California Compulsory Education Laws
Created by FindLaw's team of legal writers and editors | Last reviewed June 20, 2016
Parents have a great deal of freedom in deciding how to raise their children and the government typically limits its interference with this freedom. However, parents do have some responsibilities imposed by law with regard to providing schooling for their children. For parents wondering about home schooling, it is important to know which education laws apply and how. Here is a quick introduction to compulsory education laws in California.
Education Law Generally
In all U.S. states, including California, compulsory education laws mandate some form of education for children from early childhood through their teens. Education was largely a private matter, often through churches, before the public took responsibility in the nineteenth century. California allows most alternative forms of education as well, including home schooling or private schools, and other exceptions.
Compulsory Education Law in California
Each state has its own state compulsory education laws. The basic provisions of California compulsory education laws are listed in the table below.
Educ. §§48200, et seq.; 48400; 48293
Age at Which School Attendance is Required
Between 6 and 18; unless otherwise exempted, persons 16 to 18 must attend special continuation education classes
Exceptions to Attendance Requirements
Children attending private schools; child being tutored by person with state credential for grade being taught; children holding work permits (subject to compulsory part-time classes); child of 15 may take a leave of absence for supervised travel, study, training, or work not available to the student under another education option if certain conditions are met; illegal aliens (under Proposition 187 under judicial attack)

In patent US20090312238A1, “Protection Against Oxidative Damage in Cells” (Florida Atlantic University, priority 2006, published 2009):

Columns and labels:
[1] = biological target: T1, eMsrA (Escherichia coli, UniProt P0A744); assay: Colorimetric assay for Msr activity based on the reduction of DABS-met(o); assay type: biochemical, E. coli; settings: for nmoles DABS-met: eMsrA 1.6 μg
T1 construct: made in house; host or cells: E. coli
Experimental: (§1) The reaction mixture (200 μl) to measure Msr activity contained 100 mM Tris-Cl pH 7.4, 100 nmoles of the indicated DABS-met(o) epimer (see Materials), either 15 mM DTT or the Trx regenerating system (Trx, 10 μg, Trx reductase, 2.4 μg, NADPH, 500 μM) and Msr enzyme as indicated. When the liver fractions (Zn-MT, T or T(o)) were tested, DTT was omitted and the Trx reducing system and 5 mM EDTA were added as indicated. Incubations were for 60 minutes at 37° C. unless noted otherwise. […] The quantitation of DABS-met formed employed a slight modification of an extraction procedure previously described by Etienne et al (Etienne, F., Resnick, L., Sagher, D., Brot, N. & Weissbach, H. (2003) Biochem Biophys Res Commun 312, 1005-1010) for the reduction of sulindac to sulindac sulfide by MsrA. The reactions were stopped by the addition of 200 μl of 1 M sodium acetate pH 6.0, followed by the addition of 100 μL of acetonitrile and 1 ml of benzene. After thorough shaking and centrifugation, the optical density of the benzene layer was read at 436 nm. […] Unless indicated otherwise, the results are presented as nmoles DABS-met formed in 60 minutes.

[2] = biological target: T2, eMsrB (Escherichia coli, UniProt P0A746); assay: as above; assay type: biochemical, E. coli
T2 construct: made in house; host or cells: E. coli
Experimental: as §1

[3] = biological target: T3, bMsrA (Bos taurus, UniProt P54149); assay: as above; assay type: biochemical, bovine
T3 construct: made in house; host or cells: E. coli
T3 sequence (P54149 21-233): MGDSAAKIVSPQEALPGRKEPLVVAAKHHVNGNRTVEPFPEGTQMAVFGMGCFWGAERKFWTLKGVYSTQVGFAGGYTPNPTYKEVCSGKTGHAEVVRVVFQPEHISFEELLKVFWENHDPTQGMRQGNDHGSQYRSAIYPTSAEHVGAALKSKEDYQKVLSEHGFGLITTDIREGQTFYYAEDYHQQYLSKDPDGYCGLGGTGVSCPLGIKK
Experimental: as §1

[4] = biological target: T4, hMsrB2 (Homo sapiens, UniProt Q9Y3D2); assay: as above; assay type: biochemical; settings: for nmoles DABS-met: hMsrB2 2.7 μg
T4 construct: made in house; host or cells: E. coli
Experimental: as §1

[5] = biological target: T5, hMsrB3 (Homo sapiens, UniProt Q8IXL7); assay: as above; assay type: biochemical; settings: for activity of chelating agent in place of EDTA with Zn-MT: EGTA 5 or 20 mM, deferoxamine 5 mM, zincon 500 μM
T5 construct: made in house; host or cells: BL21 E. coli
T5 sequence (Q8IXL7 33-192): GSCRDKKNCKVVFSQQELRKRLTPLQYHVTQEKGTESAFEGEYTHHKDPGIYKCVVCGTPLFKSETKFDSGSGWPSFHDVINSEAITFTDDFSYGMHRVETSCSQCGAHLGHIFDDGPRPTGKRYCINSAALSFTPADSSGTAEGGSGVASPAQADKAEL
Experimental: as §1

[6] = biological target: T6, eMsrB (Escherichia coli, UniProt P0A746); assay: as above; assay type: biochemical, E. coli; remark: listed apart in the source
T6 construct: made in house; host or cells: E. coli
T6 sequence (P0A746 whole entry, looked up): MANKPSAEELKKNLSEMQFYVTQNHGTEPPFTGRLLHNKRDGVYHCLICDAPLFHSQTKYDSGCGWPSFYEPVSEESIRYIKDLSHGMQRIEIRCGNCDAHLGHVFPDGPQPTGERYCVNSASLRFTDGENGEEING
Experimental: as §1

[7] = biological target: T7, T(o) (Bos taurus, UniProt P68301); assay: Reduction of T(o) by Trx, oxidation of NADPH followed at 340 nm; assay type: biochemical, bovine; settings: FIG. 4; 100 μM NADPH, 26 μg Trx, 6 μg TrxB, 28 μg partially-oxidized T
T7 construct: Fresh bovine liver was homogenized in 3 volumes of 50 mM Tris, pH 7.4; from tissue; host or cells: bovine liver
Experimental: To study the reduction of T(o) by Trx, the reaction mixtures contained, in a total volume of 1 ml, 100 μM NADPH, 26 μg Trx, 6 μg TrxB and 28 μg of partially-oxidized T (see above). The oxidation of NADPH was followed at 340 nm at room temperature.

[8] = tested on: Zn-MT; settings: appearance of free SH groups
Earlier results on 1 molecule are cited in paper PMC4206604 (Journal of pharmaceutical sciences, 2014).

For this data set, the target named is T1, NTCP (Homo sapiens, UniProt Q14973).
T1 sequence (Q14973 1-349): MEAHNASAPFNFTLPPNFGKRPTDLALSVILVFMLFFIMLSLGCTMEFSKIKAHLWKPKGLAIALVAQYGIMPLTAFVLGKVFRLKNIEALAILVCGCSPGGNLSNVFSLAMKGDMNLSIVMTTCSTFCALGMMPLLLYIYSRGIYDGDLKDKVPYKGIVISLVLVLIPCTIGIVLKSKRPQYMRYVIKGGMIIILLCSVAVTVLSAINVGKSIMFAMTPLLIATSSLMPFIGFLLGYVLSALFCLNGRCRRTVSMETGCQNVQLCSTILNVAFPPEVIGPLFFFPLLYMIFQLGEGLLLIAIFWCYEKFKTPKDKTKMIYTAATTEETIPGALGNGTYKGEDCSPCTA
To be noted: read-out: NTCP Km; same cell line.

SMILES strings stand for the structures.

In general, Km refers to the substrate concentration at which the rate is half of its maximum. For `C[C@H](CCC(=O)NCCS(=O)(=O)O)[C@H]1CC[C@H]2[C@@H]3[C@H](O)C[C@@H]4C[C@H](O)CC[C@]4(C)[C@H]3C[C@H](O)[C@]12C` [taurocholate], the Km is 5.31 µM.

Home School Provisions
Parents may establish a "private school" in their home in order to home school their children. Statutory requirements for private schooling will apply. Alternatively, a parent with the appropriate teaching credentials may teach their child. Certain qualified home study programs (as defined by law) may also exist in some jurisdictions.
Penalties on Parents for Noncompliance
Guilty of an infraction; 1st conviction: fine up to $100; 2nd conviction: fine up to $250; 3rd or subsequent convictions: fine up to $500; in lieu of any fines, court may order person placed in parent education and counseling program
While compulsory schooling is still the norm, there are several exceptions to the laws, including some for religious beliefs. States also typically grant exemptions to children who are home schooled as long as they meet certain standards required of public and state-accredited private schools. Additionally, many states, including California, offer work release permits that allow students to work a limited number of hours outside of the school during a normal school day.
Related Resources for Compulsory Education Laws
Education law can be tricky, especially when it comes to reading and interpreting statutes. If you would like legal assistance with an education matter, you can get legal assistance by contacting an experienced education law attorney in California. Or you can find more general information on this topic in FindLaw’s compulsory education section.
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